Garden birds and my Big Garden Birdwatch

Posted: Thursday 27 January 2011
by Kate Bradbury

In spring a pair of great tits and a blue tit used my garden to snack on peanuts while foraging for their young. They were all gone by July...

Blackbird in grass, photo courtesy of the RSPBThis time last year I was bemoaning the lack of birds in my garden. There was little point in taking part in the RSPB's Big Garden Birdwatch, as the only feathered visitors to my plot were pigeons (although a robin, blackbird and a pair of grey wagtails visited during the coldest weather).

In spring a pair of great tits and a blue tit used my garden to snack on peanuts while foraging for their young. They were all gone by July and my garden was, once again, Pigeon City. In October there were still no birds, despite the sparkling clean feeders and expensive food I put out for them.

I'm pleased to report that this has all changed. What's more, my garden has become a battle ground. When the snow came in December, a robin and blackbird tentatively started visiting my plot. I put seed out for them which the pigeons couldn't reach (they had their own), and fashioned a snow-proof feeding station using an umbrella, which sheltered the birds and seed from snow. I left chopped apples in the borders. Everything was harmonious until Christmas, when my partner and I left for a week to visit family (making sure there was plenty of food for the birds in our absence).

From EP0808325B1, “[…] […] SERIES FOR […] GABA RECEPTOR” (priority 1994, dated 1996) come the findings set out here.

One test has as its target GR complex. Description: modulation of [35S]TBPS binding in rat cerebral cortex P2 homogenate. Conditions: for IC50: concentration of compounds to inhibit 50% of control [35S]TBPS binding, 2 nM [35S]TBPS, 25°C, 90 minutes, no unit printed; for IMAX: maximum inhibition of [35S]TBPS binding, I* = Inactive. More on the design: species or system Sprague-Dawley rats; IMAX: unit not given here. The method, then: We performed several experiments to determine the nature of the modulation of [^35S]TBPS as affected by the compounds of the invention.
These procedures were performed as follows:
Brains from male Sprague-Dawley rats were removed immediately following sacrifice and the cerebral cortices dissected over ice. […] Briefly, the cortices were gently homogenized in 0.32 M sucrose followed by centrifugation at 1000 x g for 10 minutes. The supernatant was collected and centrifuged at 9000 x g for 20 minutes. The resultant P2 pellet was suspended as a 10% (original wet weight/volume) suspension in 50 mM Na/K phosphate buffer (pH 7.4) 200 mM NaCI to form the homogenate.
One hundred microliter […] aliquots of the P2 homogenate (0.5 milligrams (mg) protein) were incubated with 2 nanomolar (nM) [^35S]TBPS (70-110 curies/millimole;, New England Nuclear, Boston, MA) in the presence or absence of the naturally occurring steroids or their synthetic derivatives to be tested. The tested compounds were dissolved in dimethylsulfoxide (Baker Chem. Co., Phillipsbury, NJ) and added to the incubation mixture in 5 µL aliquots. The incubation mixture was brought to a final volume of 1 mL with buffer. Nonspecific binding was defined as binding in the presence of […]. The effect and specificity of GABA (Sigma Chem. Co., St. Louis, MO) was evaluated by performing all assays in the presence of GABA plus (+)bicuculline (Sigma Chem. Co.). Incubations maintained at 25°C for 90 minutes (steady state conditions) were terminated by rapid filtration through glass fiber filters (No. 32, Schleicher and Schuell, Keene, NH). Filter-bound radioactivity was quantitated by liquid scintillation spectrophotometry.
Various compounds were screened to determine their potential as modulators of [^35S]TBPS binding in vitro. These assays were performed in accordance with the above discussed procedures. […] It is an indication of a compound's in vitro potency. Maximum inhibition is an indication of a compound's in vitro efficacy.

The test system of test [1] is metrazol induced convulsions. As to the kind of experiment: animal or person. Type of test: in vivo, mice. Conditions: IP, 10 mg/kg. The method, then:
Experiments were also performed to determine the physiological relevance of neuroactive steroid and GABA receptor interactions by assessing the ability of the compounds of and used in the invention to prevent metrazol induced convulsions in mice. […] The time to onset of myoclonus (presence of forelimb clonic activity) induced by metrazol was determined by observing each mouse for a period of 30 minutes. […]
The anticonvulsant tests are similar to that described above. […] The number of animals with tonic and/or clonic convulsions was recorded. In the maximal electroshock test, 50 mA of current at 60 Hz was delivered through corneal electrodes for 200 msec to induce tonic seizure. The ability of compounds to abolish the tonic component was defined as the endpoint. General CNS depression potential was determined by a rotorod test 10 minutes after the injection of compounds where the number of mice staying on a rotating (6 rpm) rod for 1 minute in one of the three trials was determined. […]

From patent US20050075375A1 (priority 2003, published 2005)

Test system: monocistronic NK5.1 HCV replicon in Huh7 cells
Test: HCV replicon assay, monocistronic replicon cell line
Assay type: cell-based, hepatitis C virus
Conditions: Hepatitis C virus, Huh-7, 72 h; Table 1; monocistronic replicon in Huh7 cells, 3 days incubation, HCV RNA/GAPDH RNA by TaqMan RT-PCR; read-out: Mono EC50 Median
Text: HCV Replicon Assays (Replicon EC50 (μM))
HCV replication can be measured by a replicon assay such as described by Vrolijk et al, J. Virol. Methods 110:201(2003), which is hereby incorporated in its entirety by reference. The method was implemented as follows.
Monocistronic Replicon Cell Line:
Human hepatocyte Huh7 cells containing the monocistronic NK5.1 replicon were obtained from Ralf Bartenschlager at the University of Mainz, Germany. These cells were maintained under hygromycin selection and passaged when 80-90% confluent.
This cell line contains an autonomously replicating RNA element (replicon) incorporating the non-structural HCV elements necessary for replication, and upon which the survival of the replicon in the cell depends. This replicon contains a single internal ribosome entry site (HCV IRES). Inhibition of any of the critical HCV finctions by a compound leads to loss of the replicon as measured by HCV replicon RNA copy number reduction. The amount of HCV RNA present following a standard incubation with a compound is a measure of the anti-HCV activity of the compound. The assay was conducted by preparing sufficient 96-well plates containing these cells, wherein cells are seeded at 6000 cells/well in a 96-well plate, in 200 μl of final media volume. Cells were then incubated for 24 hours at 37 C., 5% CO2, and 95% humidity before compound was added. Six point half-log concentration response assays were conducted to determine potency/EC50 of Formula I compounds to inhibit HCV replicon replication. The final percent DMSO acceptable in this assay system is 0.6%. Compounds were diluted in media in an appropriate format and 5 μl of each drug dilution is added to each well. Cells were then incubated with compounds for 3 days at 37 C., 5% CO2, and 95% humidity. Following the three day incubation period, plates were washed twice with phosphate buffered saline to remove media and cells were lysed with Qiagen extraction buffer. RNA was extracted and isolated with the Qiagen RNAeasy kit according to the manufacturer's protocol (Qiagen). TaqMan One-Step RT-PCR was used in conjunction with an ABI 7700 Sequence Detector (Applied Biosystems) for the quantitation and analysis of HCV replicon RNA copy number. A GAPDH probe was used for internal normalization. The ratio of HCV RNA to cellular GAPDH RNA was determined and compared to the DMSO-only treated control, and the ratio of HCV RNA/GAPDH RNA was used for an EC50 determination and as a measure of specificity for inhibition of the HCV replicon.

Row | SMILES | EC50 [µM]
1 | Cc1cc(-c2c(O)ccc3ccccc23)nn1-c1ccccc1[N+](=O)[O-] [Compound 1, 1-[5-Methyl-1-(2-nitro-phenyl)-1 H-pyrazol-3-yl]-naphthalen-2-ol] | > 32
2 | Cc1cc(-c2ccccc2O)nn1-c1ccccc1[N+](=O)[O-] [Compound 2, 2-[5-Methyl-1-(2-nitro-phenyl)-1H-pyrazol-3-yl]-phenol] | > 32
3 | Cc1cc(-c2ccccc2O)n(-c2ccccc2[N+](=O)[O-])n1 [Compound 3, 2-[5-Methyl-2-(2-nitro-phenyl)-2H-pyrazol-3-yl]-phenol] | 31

When we returned, we saw that the blackbird had rather taken to the garden, and we soon noticed he had actually established it as 'his'. He now patrols it from dawn to dusk, scampering around eating apples, turning leaves and pecking the lawn for grubs. He’s not frightened of us, or anything, it seems, as he has started chasing off other birds which try to visit.

Sid the blackbird, photo taken by Julie WatsonThe pigeons are chased away, a blue tit darts in and out before it gets noticed, the robin has given up completely and a poor, female blackbird (who really should be attracting more attention from him at this time of year) is shooed off every time she dares to come in and share 'his' food. Even I was attacked while trying to spend a precious half hour in the garden last weekend. He repeatedly flew from one wall to the other, very close to my head, until I finally gave up and went inside. It seems This Garden Ain't Big Enough for the Both of Us.

I've done a little research on blackbird behaviour and it looks like our trouble-maker is barely a fledgling, a 'young gun' establishing a territory which will last his lifetime. I'm hoping he'll finally start being nice to the female and they'll choose to nest here. (Our lack of trees or hedges won't pose a problem for nesting blackbirds, apparently, as they will nest on the ground if conditions are suitable.)

The female has already started looking behind plant pots and at the back of the borders. She's much more inquisitive than the male, who is only interested in apples, turning leaves, pecking at soil and frightening birds. We've called them Sid and Nancy.